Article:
The country’s increasing dependency on foreign aid for development has turned many people to hold out their hands rather than use them for hard work. When leaders start appeasing donors, foreign interference becomes direct.
The Indian-led 12-point agreement in November 2005 between the parties and the Maoists against the king is a stark example of direct foreign interference in Nepal’s politics. Since then, other foreign powers have openly backed NGOs, INGOs, the various committees of the CA, civil society and media.
But the open letter through the media to CA members by British Ambassador Andrew Sparkes to protect religious conversion crosses all norms and boundaries. It seems his understanding of secularism is defined in terms of the right of conversion. In other words, he is for giving conversions through inducement or coercion legal sanction in the new constitution.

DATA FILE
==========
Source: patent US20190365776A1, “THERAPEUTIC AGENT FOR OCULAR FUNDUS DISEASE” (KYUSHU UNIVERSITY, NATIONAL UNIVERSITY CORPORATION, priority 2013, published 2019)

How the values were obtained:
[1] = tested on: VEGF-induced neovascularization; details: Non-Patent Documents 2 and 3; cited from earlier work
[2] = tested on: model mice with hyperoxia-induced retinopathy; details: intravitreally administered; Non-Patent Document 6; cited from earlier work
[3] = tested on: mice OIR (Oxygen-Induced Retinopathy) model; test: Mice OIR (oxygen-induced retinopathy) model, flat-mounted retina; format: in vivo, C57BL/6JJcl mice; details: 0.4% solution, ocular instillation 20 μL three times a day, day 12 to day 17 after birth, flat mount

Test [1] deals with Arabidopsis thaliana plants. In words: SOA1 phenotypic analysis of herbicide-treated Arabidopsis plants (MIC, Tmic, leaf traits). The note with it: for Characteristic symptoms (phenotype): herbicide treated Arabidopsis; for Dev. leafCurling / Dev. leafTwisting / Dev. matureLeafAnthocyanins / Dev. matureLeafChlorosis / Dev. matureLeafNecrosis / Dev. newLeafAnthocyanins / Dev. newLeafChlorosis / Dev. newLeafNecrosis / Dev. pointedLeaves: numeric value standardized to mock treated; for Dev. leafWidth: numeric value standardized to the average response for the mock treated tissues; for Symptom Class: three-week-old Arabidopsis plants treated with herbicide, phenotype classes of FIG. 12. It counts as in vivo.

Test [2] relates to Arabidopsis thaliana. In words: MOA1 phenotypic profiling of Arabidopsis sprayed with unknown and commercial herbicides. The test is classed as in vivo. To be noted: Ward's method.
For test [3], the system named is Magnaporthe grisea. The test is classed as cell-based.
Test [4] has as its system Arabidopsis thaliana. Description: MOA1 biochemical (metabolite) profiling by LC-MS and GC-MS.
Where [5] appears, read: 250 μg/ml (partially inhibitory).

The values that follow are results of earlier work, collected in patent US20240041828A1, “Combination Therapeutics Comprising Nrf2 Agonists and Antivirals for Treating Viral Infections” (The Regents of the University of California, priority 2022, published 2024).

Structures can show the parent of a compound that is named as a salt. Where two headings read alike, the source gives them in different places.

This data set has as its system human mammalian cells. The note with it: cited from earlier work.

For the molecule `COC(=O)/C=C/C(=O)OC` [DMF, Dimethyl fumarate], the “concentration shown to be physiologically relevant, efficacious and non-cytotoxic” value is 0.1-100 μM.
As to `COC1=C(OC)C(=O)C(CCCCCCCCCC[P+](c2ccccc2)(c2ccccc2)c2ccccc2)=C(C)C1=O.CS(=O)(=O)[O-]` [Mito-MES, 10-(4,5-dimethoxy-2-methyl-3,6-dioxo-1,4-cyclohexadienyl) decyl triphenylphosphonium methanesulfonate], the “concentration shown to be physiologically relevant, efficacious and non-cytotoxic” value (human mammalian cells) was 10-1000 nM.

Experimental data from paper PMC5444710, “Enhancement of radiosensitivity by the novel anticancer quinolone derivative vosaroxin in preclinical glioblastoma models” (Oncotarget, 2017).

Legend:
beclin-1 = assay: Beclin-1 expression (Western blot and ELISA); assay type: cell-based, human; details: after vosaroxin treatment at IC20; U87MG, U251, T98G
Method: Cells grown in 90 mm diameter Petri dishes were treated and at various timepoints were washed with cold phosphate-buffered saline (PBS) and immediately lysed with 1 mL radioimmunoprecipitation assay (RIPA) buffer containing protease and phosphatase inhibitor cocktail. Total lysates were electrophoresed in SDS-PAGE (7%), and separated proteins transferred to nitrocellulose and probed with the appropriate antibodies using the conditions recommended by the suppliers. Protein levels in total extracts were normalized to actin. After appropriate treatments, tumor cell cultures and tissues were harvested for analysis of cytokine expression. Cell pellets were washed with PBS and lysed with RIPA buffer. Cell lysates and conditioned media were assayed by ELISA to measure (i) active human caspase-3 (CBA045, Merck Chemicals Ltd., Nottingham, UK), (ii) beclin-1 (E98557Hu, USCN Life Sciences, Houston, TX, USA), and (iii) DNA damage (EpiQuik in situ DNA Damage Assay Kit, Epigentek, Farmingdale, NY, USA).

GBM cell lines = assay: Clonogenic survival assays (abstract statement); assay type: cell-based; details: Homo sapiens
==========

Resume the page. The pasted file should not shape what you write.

Just as India started its political interference after 2006, the UK and Scandinavian countries have tried to disturb communal harmony through INGOs, churches and their diplomatic missions. Political parties must warn Ambassador Sparkes about such outrageous meddling, and instruct foreign missions from further interference. The parties should also analyse their own role in giving in to diplomatic pressure to promote secularism, republicanism and federalism in the new constitution. If not, the public anger against Ambassador Sparkes may soon be directed at them.